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icc2007rfp.pdf2007-02-18 22:40:34Ronald Miller


Author: Ronald L. Miller
Requested Type: Poster Only
Submitted: 2006-12-22 15:52:26


Contact Info:
Decysive Systems
813 Calle David
Santa Fe, NM   87506-6

Abstract Text:

Ronald L. Miller
Decysive Systems, Santa Fe NM

At least two distinct embodiments for the Reversed-Field Pinch (RFP) as a DT fusion power plant are still considered viable. The first retains the high plasma density and modest energy confinement time of the TITAN conceptual design (c1990) and leads to a high-power-density, high first-wall 14-MeV-neutron wall load (10-18 MW/m2), compact system. The second, exploiting the improved energy confinement times recently seen in the MST experiment, probably extrapolates to a more modest neutron wall load (4-5 MW/m2) and a fusion power core size similar to that of an advanced tokamak design (e.g., ARIES-RS) or compact stellarator (e.g., ARIES-CS), recalling early RFP pulsed configurations (c1980). The relative competitiveness depends, as expected, on required technologies, recirculating power fraction, plant availability (i.e., scheduled and forced outages), etc.. Generic advice from the ARIES tokamak study utility advisory committee suggests that a DEMO plant should incorporate all technologies expected in the follow-on first commercial plant to avoid technological surprises, but the DEMO might operate with reduced power (~75%, at slightly lower beta and/or confining field) and reduced availability (~50 %). The DEMO would probably have the same components (size and nominal performance) as the first commercial plant as the first increment savings from manufacturing learning. Thus, a number of issues must be sorted out prior to integrated DEMO design. Most recent blanket development work (e.g., ARIES, European PPCS, US-Japan Jupiter-II) is focused on the 4-5 MW/m2 regime, such that options for the compact regime may be lacking, other than the thick-liquid option considered for the FRC [1]. Can the RFP be a candidate for a driven component test facility (CTF) or volumetric neutron source (VNS), the results from which, combined with ITER DT burn information, lay adequate generic groundwork for DEMO design? What RFP physics experiment, addressing size and/or plasma-current scaling, current drive [e.g., oscillating-field current drive (OFCD), pulsed-poloidal current drive (PPCD), hybrid operation], quasi-single helicity (QSH), etc. might be necessary as a precursor to a viable CTF/VNS candidate? Must the CTF/VNS address both low and high neutron wall load regimes?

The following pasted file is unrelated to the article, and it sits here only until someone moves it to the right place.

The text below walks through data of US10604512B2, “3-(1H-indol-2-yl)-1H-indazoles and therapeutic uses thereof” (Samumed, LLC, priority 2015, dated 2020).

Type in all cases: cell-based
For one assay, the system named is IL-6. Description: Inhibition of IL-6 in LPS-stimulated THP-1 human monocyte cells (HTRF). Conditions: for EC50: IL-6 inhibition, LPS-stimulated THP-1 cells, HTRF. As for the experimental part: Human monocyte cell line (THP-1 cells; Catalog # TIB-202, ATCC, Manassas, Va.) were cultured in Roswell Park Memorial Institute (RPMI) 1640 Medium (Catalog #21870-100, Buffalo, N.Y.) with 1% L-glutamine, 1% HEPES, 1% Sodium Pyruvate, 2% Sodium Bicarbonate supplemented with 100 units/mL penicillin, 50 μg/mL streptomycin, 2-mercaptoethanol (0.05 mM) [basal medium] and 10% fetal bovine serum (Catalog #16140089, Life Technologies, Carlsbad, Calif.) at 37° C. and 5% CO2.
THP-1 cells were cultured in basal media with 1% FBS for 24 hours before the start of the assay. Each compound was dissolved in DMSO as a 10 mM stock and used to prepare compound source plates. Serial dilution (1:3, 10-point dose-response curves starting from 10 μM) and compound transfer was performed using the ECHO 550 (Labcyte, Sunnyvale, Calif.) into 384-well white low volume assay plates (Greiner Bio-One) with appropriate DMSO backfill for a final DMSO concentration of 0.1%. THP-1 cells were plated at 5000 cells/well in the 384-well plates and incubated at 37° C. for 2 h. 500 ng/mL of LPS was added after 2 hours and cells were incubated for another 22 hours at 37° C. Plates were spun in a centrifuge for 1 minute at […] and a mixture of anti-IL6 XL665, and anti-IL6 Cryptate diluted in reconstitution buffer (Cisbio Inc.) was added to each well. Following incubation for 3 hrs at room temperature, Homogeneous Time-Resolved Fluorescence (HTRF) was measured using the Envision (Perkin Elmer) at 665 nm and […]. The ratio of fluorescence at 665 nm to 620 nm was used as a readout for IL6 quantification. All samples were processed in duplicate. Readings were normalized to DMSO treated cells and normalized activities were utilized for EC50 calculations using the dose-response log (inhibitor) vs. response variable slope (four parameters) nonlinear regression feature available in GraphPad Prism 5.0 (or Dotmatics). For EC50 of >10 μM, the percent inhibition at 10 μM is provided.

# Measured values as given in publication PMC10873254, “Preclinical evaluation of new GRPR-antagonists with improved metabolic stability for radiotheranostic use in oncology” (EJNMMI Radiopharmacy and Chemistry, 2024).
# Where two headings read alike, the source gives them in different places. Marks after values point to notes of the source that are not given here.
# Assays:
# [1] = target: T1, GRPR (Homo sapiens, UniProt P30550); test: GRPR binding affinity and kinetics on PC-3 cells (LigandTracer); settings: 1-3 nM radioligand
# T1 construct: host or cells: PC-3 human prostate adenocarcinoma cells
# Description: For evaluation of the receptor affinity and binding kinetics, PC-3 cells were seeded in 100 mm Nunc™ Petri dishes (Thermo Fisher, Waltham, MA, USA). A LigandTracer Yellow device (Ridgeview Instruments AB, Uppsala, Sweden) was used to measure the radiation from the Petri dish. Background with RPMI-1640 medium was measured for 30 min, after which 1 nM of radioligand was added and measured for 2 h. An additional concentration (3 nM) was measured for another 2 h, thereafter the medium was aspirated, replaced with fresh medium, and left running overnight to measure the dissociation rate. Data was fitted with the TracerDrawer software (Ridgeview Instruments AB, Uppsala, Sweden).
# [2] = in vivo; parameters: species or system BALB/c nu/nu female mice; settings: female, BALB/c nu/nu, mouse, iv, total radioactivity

[1] R. W. Moir, R. H. Bulmer, K. Gulec, P. Fogarty, B. Nelson, M. Ohnishi, M. Resnick, T. D. Rognlien, J. F. Santarius, and D. K. Sze, “Thick Liquid-Walled,
Field-Reversed Configuration Magnetic Fusion Power Plant,” Fusion Technology,
2, 2, Part 2 (March 2001) 758.

ICC2007 Categories: A2, A4

Characterization: A2


University of Maryland

Innovative Confinement Concepts Workshop
February 12-14, 2007
College Park, Maryland

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